Selected Publications

  1. Oludare Odumosu, Mavely Baez, Jessica Jutzy, Kimberly Payne, Nathan Wall, William Langridge (2010). Suppression of Dendritic Cell Activation by Diabetes Autoantigens Linked to the Cholera Toxin B Subunit. (Accepted, Immunobiology, Elsevier, August, 2010).
  2. William Langridge, Béla Dénes and István Fodor (2010). Cholera toxin B subunit enhancement of vaccines for infectious and autoimmune diseases Current Opinions in Investigational Drugs. Thomson Reuters Press, 77 Hatton Garden, London, EC1N 8JS, UK 2010 11(8):919-928.
  3. Denes, B., Fodor, I. and Langridge W.H.R., (2010).Autoantigens plus Interleukin-10 Suppress Diabetes Autoimmunity, Diabetes Technology and Therapeutics 12:8,.
  4. Carter, J.E., Odumosu, O. and Langridge, W.H.R. (2010). Expression of a Ricin Toxin B Subunit :Insulin Fusion Protein in Edible Plant Tissues. Molecular Biotechnology, Feb;44(2):90-100.
  5. Eun-Ah Shin, Ph.D.; Yong Keun Park, Ph.D.; Kang Oh Lee, Ph.D.; William Henry Langridge, Ph.D.Jin-Yong Lee, Ph.D. (2009). Synthesis and assembly of Porphyromonas gingivalis fimbrial protein in potato tissues. Molecular Biotechnology 43: 2, 138.
  6. Eun-Ah Shin, Ph.D.; Yong Keun Park, Ph.D.; Kang Oh Lee, Ph.D.; William Henry Langridge, Ph.D.Jin-Yong Lee, Ph.D. (2009). Synthesis and assembly of Porphyromonas gingivalis fimbrial protein in potato tissues. Molecular Biotechnology 43: 2, 138.
  7. Khan S, JR Aspe, MJ Asumen, F Almaguel, O Odumosu,  S Acevedo-Martinez, MN De Leon, WHR Langridge and NR Wall. (2009). Extracellular, cell-permeable survivin inhibits apoptosis while promoting proliferative and metastatic potential. British Journal of Cancer  7;100(7):1073-86.
  8. Daniell H, Ruiz G,  Denes B, Sandberg L and Langridge W (2009). Optimization of codon composition and regulatory elements for expression of the human insulin like growth factor-1 in transgenic tobacco chloroplasts and evaluation of structure and function. BMC Biotechnology 9:33, 1186.
  9. Tae-Geum Kim, Nguyen-Xuan Huy, Mi-Young Kim, Dong-Keun Jeong, Yong-Suk Jang,Moon-Sik Yang, William H. R. Langridge and Jin-Yong Lee (2009), Expression and Immunogenicity of Cholera Toxin B Subunit-Porphyromonas gingivalis Fimbrial Antigen Fusion Proteins in E. coli, Molecular  Biotechnology. Feb;41(2):157-64.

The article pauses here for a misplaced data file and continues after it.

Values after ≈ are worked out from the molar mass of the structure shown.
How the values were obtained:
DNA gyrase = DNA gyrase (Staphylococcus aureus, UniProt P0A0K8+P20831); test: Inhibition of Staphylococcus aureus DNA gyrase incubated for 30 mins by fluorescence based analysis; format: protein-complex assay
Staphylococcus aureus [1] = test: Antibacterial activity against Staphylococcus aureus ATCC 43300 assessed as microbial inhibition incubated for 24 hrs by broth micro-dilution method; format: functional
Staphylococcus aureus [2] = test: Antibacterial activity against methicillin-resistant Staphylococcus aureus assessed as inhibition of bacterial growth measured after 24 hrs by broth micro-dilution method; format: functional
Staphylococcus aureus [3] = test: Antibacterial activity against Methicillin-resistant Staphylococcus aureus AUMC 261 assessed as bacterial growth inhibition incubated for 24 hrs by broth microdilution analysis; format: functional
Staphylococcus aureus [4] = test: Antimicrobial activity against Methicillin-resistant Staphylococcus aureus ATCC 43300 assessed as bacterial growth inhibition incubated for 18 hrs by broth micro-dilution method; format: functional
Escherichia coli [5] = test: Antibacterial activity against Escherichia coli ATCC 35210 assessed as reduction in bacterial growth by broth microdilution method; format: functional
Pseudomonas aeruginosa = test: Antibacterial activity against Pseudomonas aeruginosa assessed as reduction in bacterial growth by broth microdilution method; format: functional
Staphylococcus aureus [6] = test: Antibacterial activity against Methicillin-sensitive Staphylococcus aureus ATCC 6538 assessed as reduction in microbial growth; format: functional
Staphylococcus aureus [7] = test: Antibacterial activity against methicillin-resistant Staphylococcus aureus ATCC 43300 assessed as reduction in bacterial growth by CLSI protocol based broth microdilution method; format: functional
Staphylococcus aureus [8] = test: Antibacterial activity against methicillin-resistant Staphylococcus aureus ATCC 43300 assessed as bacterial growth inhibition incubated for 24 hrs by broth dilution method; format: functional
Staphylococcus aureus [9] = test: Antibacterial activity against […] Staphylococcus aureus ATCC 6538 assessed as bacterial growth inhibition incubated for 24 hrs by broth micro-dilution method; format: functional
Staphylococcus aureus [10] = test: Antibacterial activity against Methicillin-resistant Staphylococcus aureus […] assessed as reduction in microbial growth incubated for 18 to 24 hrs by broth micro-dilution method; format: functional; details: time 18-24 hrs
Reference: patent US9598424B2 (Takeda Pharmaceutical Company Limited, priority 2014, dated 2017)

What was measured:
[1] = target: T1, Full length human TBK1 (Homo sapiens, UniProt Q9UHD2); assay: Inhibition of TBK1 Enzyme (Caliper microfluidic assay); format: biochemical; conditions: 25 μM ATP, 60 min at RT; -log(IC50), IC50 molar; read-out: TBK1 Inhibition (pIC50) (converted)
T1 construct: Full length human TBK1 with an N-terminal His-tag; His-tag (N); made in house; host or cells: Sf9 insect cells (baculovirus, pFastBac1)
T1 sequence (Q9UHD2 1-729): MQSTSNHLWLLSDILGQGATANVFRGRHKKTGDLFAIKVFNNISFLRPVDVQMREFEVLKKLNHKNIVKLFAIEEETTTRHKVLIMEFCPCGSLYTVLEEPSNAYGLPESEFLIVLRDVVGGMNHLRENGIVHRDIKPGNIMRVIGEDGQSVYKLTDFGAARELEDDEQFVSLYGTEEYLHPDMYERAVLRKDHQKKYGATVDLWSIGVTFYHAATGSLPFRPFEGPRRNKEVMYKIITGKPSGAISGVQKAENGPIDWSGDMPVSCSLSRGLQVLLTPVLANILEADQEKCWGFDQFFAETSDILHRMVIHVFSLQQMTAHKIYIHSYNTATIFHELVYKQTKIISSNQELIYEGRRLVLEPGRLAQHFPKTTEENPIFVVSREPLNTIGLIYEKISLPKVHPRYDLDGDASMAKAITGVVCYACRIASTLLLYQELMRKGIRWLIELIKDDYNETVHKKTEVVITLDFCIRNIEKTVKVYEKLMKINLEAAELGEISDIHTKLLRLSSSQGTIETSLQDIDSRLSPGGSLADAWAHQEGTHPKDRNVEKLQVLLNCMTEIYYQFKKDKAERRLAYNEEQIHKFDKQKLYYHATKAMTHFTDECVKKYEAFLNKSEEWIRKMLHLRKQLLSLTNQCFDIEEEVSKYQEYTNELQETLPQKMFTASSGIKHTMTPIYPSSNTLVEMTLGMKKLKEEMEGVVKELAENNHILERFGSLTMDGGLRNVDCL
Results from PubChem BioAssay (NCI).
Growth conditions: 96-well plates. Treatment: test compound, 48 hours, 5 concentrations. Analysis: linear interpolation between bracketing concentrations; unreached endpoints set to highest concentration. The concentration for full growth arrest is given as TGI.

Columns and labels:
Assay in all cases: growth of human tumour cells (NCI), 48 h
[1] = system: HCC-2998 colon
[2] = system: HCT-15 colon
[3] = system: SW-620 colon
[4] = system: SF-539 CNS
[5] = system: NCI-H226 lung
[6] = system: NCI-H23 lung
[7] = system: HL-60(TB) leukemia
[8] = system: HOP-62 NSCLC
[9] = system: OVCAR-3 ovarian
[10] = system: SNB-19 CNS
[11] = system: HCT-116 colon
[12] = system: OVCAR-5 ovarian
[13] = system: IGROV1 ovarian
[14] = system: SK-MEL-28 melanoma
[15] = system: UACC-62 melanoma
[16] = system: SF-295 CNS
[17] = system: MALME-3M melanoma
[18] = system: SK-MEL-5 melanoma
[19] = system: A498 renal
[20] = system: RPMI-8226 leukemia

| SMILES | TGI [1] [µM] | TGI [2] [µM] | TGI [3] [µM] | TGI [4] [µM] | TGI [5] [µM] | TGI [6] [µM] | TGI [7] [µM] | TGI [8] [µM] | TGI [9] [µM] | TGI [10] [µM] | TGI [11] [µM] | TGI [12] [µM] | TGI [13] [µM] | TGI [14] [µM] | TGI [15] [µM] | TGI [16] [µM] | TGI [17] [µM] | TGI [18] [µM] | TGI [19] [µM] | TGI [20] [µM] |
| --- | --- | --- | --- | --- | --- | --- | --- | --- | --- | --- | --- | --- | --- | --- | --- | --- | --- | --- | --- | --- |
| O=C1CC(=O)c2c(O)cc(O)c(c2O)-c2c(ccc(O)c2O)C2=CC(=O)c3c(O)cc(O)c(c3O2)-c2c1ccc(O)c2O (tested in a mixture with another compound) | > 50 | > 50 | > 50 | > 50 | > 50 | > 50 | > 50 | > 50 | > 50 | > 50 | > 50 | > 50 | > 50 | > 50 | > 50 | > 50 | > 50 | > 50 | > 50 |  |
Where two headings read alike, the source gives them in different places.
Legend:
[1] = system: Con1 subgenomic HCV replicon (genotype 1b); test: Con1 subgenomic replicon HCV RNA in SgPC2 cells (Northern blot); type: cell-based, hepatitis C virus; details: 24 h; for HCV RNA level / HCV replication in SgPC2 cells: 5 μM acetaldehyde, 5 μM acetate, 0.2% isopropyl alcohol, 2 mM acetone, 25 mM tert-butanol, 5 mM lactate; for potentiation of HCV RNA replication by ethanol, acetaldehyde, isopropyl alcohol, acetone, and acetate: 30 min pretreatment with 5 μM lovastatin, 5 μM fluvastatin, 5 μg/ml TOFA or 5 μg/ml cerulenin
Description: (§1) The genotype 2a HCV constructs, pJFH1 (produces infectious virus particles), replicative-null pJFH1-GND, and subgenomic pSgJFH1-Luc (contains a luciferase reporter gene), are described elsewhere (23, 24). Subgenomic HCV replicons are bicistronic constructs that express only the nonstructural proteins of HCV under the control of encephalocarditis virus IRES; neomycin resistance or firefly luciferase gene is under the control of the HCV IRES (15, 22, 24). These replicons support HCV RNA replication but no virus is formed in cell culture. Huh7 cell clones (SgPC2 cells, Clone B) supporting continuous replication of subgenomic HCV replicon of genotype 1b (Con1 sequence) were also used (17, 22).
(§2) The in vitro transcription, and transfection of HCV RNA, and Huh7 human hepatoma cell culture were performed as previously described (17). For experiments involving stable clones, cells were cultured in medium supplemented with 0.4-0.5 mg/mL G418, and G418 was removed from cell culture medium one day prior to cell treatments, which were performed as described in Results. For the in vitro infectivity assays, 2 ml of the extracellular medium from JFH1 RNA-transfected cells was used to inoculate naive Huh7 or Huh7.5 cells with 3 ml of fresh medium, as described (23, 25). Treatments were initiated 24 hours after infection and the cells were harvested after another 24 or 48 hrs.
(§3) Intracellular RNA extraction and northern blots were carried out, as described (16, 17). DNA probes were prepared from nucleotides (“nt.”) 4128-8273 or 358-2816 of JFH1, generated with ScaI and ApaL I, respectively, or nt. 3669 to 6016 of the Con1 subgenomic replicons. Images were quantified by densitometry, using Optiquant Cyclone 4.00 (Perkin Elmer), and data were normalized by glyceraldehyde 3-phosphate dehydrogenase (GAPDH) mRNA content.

10. Dénes Béla , Yu Jie , Fodor Nadja , Takátsy  Zsuzsanna , Fodor István , Langridge William H. R. (2006), Suppression of hyperglycemia in NOD mice after inoculation with recombinant vaccinia viruses. Molecular Biotechnology, November, Volume 34, Issue 3(Original Research) pp. 317-328.
  11. Shin EA, Lee JY, Kim TG, Park YK, Langridge WH. (2006). Synthesis and assembly of an adjuvanted Porphyromonas gingivalis fimbrial antigen fusion protein in plants.
    Protein Expression and Purification. May;47(1):99-109.
  12. Choi NW, Estes MK, Langridge WH. (2006). Ricin toxin B subunit enhancement of rotavirus NSP4 immunogenicity in mice. Viral Immunology. Spring;19 (1):54-63.
  13. Langridge  W.H.R. (2006). Edible vaccines, Scientific American Reports, Dec.Vol 1; 46-53.
  14. Carter JE 3rd, Yu J, Choi NW, Hough J, Henderson D, He D, Langridge WH. (2006). Bacterial and plant enterotoxin B subunit-autoantigen fusion proteins suppress diabetes insulitis. Molecular Biotechnology. Jan;32(1):1-15.
  15. Choi NW, Estes MK, Langridge WH. (2005).  Oral immunization with a shiga toxin B subunit: rotavirus NSP4(90) fusion protein protects mice against gastroenteritis.
    Vaccine. Oct 25;23(44):5168-76.
  16. Kim TG, Yu J, Hough J, Henderson D, Langridge WH. (2005).  An HIV-1 tat-autoantigen fusion protein suppresses insulitis in NOD mice. Molecular Biotechnology. Jul;30(3):221-9.
  17. Denes, B., Krausova, V., Yu, J., Fodor, T., Timiryasova, T., Fodor, I. and Langridge W.H.R. (2005).  Protection of NOD mice from type 1 diabetes after oral inoculation with vaccinia viruses expressing adjuvanted islet autoantigens. Journal of Immunotherapy, 28(5) 438-448.